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Mike Bloomberg thinks a gun-control pitch works … in Texas

Jeremy B. Merrill
Democratic U.S. presidential candidate Michael Bloomberg speaks about his gun policy agenda in Aurora, Colorado, U.S. December 5, 2019.

Democrats advertising about gun-control plans in California and Massachusetts seems like a no-brainer.

But Texas?

Mike Bloomberg is spending far more money on ads promoting gun control than on his ability to beat Trump in Texas — a perhaps-surprising move in a deep-red state.

Mike Bloomberg’s campaign has outspent Bernie Sanders’s campaign twelve to one in the past two weeks, with about $16 million on Facebook (let alone television, YouTube, and memers’ instagram posts). The bulk of that effort has focused on his ability to defeat president Trump—but also on gun control and climate change. Bloomberg has donated substantial amounts of money to groups focused on those causes in the past few years.

That’s based on a Quartz analysis of more than 52,000 ads using artificial intelligence to guess what topic (or topics) an ad is about.

Here’s an example of each.

Gun control:

a Facebook ad from Mike Bloomberg's presidential campaign that reads "URGENT: Mike is proposing a ban on dangerous assault rifles and he needs your support. If you agree that these weapons have no place in our schools, our streets or our communities, add your name to Mike’s petition. We're getting 20,000 signatures by midnight. Add your support now!" and that says "Help us ban assault weapons?" over an image of Mike Bloomberg.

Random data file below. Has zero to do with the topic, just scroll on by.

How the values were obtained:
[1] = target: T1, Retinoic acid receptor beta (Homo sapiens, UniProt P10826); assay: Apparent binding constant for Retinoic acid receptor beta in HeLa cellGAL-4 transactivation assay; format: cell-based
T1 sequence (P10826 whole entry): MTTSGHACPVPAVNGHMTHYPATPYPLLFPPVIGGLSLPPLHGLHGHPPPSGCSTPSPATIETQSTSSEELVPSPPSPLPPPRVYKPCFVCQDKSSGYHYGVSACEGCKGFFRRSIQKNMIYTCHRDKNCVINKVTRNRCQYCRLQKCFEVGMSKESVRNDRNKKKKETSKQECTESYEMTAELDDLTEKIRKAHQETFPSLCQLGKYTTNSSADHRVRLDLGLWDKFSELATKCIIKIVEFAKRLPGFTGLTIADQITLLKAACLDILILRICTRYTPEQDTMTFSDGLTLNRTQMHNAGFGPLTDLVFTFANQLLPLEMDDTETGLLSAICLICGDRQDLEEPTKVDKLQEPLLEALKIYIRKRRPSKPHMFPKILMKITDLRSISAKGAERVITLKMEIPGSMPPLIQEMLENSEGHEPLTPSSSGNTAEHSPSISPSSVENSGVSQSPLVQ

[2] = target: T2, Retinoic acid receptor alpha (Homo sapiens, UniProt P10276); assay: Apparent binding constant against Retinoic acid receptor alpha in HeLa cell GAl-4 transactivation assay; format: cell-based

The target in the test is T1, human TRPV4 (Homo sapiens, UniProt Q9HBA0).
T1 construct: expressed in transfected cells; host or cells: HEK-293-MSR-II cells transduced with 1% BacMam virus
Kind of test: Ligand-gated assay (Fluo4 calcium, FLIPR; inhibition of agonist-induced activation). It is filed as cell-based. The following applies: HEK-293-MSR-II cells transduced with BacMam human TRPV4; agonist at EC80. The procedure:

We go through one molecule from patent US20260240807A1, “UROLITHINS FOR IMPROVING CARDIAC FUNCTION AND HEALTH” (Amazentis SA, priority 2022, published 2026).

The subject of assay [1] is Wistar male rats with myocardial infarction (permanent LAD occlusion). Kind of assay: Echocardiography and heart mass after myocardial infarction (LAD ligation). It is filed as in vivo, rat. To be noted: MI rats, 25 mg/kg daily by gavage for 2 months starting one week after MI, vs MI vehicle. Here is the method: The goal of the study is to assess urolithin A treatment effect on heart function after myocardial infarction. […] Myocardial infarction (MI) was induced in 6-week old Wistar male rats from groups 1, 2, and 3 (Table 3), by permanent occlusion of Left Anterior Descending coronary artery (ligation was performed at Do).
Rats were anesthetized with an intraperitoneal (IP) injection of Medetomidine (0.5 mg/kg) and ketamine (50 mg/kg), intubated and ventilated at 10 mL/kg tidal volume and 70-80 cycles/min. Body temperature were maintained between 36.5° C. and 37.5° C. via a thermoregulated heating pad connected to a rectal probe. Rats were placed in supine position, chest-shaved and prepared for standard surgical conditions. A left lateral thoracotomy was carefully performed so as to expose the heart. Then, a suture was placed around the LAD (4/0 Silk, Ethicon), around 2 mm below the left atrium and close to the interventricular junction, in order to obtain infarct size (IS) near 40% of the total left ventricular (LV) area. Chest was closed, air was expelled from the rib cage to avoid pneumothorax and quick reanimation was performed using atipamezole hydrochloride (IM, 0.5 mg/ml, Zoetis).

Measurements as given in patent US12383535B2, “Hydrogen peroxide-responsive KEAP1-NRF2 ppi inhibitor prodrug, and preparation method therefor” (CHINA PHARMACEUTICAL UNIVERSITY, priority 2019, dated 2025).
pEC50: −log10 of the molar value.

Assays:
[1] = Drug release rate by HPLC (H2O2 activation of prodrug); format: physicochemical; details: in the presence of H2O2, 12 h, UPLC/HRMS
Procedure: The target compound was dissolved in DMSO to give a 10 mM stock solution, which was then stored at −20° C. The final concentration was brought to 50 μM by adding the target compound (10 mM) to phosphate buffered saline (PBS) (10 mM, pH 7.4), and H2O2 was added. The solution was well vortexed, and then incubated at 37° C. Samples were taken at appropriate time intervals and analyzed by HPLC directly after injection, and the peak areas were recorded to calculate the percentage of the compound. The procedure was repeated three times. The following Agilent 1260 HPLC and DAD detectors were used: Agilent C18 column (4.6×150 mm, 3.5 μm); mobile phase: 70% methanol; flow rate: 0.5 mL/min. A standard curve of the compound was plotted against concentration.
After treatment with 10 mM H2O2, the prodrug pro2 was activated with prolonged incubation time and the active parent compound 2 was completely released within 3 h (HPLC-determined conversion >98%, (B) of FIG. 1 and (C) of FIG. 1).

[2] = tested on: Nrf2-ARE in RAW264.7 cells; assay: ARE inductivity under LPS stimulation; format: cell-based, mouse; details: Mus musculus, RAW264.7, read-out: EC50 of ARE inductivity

An ad from Mike Bloomberg’s presidential campaign that our model thinks is about gun control.

Beating Trump:

a Facebook ad from Mike Bloomberg's presidential campaign that says "Trump is scared. Wanna know why? Watch this." and "Polls: Mike beats Trump" and "Mike will get it done" with an image of bars showing poll results.

an ad from Mike Bloomberg’s campaign that our model thinks is about beating Trump.

It’s almost certain that Bloomberg’s campaign is targeting these ads even more granularly than by state, though Facebook does not provide that level of detail. It’s not clear, for example, whether the ads are shown disproportionately to voters in El Paso or Sutherland Springs, both sites of horrific mass shootings.

Bloomberg’s got his own data analytics and voter targeting firm, called Hawkfish. Hawkfish has uploaded to Facebook a list of particular voters—by name, email or phone number—for the campaign to target ads to. The Bloomberg campaign did not respond to a request for comment.

One thing Texas, California, and Massachusetts have in common? Large urban and suburban populations. Bloomberg’s campaign may be betting that urban and suburban voters will be swayed most by messages about gun control.


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